- Halvaria Analyses in 2007 and 2008 agreed that the Stramenopiles and the Alveolata were related, forming a reduced chromalveolate clade, called Halvaria.
- SAR group The Rhizaria, which were originally not considered to be chromalveolates, belong with the Stramenopiles and Alveolata in many analyses, forming the SAR group, i.e. Halvaria plus Rhizaria.
- Hacrobia The other two groups originally included in Chromalveolata, the Haptophyta and the Cryptophyta, were related in some analyses, forming a clade which has been called Hacrobia. Alternatively, the Hacrobia appeared to be more closely related to the Archaeplastida (plants in the very broad sense), being a sister group in one analysis, and actually nested inside this group in another. (Earlier, Cavalier-Smith had suggested a clade called Corticata for the grouping of all the chromalveolates and the Archaeplastida.) More recently, as noted above, Hacrobia has been split, with the Haptophyta being sister to the SAR group and the Cryptophyta instead related to the Archaeplastida.
Chromalveolates, unlike other groups with multicellular representatives, do not have very many common morphological characteristics. Each major subgroup has certain unique features, including the alveoli of the Alveolata, the haptonema of the Haptophyta, the ejectisome of the Cryptophyta, and the two different flagella of the Heterokontophyta. However, none of these features are present in all of the groups.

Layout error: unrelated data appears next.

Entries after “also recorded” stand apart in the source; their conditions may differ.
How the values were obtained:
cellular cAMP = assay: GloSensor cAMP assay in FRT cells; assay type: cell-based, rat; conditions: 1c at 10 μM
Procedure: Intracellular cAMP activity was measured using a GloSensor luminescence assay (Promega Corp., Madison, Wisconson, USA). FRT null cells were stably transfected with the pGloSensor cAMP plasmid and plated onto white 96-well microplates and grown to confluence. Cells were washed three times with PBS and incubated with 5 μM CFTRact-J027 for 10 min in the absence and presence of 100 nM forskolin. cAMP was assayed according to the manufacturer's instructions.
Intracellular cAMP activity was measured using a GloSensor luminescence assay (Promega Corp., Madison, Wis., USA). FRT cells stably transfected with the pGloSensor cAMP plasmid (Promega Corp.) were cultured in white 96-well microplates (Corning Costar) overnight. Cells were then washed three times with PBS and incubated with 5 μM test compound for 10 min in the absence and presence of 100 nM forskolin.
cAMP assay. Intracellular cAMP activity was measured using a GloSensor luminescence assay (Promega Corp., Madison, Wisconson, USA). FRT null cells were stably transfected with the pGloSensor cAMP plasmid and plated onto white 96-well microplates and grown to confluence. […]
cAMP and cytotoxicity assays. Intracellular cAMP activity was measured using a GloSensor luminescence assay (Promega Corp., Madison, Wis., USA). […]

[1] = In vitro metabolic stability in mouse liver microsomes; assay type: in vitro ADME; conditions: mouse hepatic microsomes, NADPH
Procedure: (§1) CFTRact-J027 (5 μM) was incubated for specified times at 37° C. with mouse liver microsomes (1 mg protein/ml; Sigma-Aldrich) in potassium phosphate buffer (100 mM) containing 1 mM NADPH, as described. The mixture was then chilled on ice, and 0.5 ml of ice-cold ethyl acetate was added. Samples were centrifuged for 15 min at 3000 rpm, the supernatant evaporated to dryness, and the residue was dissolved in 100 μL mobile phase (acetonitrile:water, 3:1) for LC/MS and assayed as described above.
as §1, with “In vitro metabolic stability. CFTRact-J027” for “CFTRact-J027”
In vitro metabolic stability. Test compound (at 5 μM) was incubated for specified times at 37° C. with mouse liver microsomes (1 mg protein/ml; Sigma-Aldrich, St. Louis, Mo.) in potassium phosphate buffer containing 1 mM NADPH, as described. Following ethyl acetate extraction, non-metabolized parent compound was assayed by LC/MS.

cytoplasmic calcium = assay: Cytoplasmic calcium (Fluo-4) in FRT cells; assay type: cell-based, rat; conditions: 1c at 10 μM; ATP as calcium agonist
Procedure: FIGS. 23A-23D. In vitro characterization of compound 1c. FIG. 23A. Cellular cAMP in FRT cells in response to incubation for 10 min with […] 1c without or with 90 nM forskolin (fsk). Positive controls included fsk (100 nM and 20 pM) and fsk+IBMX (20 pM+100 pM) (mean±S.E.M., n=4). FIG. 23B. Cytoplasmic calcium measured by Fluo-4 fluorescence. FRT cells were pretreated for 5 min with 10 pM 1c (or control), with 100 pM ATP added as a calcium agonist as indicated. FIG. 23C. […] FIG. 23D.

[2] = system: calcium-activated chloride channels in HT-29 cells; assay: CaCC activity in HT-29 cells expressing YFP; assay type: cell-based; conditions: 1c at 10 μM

The only common chromalveolate features are these:
- The shared origin of chloroplasts, as mentioned above
- Presence of cellulose in most cell walls
Since this is such a diverse group, it is difficult to summarize shared chromalveolate characteristics.
Many chromalveolates affect our ecosystem in enormous ways.
Some of these organisms can be very harmful. Dinoflagellates produce red tides, which can devastate fish populations and intoxicate oyster harvests. Apicomplexans are some of the most successful specific parasites to animals (including the genus Plasmodium, the malaria parasites). Water molds cause several plant diseases - it was the water mold Phytophthora infestans that caused the Irish potato blight that led to the Great Irish Famine.
However, many others are vital members of our ecosystem. Diatoms are one of the major photosynthetic producers, and as such produce much of the oxygen that we breathe, and also take in much of the carbon dioxide from the atmosphere. Brown algae, most specifically kelps, create underwater "forest" habitats for many marine creatures, and provide a large portion of the diet of coastal communities.
Chromalveolates also provide many products that we use. The algin in brown algae is used as a food thickener, most famously in ice cream. The siliceous shells of diatoms have many uses, such as in reflective paint, in toothpaste, or as a filter, in what is known as diatomaceous earth.
Like other organisms, chromalveolata have viruses. In the case of Emiliania huxleyi (a common algal bloom chromalveolate), a virus believed to be specific to it causes mass death and the end of the bloom.